Generic biologics face questions on the horizon

August 22, 2005

Parmacists could begin selling generic versions of brand-name biologics between 2007 and 2012. So projected speakers at the American Association of Pharmaceutical Sciences' 2005 National Biotechnology Conference, held recently in San Francisco. But the new versions of insulin, human growth hormone, and other products, while less expensive than innovator products, won't be the 70% to 90% less that the industry has come to expect from generics.

Pharmacists could begin selling generic versions of brand-name biologics between 2007 and 2012. So projected speakers at the American Association of Pharmaceutical Sciences' 2005 National Biotechnology Conference, held recently in San Francisco. But the new versions of insulin, human growth hormone, and other products, while less expensive than innovator products, won't be the 70% to 90% less that the industry has come to expect from generics.

That is about as far as industry agreement goes. "There is no regulatory process that would allow the approval of a follow-on biologic product," said Robert Bell, adjunct professor of pharmaceutics at the University of Florida College of Pharmacy and president of consulting service at Drug & Biotechnology Development, LLC.

"There is no agreement on the requisite terminology," he told the conference attendees. "We do not know what bioequivalence means when it comes to biologics, or if equivalence in therapeutic use is even possible. We can't even agree on what to call these new versions."

The name selected may depend in part on how these new biologics pass an initial legal barrier, noted Keith Webber, deputy director of the Office of Biotechnology Products at the FDA's Center for Drug Evaluation & Research. Laws that govern drugs have a specific process for the evaluation and approval of follow-on versions, or generics; laws that govern biologics do not.

Drugs are regulated by the Food, Drug & Cosmetic Act (FDCA). It provides for an Abbreviated New Drug Application (ANDA), which can lead to marketing approval for generic versions of licensed drugs after patent expiration. Drugs are regulated through the Center for Drug Evaluation & Research (CDER).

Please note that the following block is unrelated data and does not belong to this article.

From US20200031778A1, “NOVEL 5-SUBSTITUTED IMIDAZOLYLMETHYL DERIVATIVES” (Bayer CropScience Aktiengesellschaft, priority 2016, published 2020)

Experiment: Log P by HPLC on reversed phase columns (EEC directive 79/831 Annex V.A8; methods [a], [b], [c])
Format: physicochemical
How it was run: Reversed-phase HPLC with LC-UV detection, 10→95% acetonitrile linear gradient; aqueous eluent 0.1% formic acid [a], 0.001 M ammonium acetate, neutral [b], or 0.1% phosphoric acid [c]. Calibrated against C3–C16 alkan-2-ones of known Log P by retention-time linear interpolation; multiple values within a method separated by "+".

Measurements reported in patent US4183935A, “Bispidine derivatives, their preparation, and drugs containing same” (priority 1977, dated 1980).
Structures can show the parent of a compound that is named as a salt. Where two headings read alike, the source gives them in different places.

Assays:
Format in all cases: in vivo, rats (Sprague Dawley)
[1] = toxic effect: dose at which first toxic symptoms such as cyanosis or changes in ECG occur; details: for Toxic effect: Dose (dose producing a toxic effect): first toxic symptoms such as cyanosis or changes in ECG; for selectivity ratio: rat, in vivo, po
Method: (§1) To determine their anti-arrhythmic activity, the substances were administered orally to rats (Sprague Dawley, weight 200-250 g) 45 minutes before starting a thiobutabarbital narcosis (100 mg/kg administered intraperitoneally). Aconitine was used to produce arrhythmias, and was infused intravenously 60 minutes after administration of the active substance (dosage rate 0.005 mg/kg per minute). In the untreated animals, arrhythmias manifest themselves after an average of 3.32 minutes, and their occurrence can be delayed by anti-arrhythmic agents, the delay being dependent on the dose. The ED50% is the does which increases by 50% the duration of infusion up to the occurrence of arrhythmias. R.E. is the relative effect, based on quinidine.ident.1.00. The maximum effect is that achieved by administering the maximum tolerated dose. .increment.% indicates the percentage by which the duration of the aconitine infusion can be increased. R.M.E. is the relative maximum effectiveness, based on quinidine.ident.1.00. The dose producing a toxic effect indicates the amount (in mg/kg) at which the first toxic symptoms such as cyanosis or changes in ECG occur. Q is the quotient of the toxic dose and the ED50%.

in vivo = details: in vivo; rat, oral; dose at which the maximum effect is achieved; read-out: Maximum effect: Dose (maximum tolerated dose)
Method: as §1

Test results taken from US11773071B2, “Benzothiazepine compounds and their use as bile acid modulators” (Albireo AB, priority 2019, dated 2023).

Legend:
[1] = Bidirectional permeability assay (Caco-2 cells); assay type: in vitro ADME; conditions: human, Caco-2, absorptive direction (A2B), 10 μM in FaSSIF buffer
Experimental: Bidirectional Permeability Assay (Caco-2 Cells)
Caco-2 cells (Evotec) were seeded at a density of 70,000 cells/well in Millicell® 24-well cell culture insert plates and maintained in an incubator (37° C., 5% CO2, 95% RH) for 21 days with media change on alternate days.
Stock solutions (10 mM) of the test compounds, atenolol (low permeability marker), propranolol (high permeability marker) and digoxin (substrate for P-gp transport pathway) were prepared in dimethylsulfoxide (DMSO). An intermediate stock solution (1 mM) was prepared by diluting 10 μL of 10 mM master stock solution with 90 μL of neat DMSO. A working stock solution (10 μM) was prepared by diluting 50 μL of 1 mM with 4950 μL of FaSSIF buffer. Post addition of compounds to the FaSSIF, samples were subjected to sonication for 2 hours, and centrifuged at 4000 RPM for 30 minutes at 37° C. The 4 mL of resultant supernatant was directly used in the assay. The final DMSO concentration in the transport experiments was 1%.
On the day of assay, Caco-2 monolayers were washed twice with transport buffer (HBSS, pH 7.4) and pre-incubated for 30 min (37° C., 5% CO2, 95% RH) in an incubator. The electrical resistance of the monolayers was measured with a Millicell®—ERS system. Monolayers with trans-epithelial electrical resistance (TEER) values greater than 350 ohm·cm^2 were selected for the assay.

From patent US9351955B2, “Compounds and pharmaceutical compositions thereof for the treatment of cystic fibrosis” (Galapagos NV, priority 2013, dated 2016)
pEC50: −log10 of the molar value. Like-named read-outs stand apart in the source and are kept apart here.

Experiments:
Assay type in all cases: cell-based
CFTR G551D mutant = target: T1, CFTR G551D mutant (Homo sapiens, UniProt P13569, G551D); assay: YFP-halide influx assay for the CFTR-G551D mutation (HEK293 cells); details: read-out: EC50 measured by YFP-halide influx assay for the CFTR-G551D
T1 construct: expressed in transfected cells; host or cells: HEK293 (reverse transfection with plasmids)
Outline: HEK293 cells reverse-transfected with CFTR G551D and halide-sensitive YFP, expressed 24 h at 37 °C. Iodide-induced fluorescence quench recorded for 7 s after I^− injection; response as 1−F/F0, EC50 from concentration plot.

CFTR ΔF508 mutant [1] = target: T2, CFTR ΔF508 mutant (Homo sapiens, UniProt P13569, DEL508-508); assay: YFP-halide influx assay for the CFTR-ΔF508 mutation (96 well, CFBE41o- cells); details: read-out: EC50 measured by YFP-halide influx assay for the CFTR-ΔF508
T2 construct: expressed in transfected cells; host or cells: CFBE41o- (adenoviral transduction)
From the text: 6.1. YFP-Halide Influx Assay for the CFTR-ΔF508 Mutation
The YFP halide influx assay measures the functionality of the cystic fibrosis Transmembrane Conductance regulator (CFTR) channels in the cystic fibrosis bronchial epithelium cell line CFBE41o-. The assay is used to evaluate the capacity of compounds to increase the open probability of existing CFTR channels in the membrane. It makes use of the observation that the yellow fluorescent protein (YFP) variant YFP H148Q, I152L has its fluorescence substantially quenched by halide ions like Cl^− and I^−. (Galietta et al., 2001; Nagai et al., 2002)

Biologics are regulated by the Public Health Service Act (PHSA), which offers a Biologic License Application. BLA approvals are handled by the Center for Biologics Evaluation & Research (CBER). But unlike the FDCA, the PHSA has no provisions for an abbreviated approval process, leaving biologics in legal limbo. Without regulatory authority for an abbreviated BLA process, FDA cannot approve follow-on products.

But a regulatory loophole has opened the door partway. Many older biologics, including insulin, human growth hormone, calcitonin, glucagon, and the menotropins, came to market under the NDA process. "Many of these were approved before there were biologics," Webber explained. "Most were originally isolated from natural sources and approved by CDER. The recombinant versions stayed with CDER."

Since they were approved as drugs, follow-on versions can be approved. But no one knows how similar a follow-on biologic product must be in order to be therapeutically equivalent to the original. "In theory, it is possible to produce the same product with two different methods," Webber said.

Demonstrating bioequivalence is relatively straightforward for synthetic drugs, said Mark Rogge, VP of development for ZymoGenetics Corp. The raw materials, processes, and end products are well understood. Testing protocols have been established and validated. The relationships between production processes and end products are clear. But "we cannot use the small molecule definition and model for these biologic products," Rogge said. "Biologic production creates entire families of related bioforms. Even a small change in production can have a major impact on therapeutic effect. We will probably need new definitions of bioequivalence."

Even a simple glycoprotein can appear in nearly 300 different versions, or bioforms, depending on exactly how it was produced, Rogge went on. Each bioform has different physical and biologic characteristics that produce differences in absorption, activity, and toxicity in different tissues. Different bioforms of recombinant calcitonin, he noted, show a fivefold difference in receptor binding activity. Hypocalcemic activity varies up to 12-fold.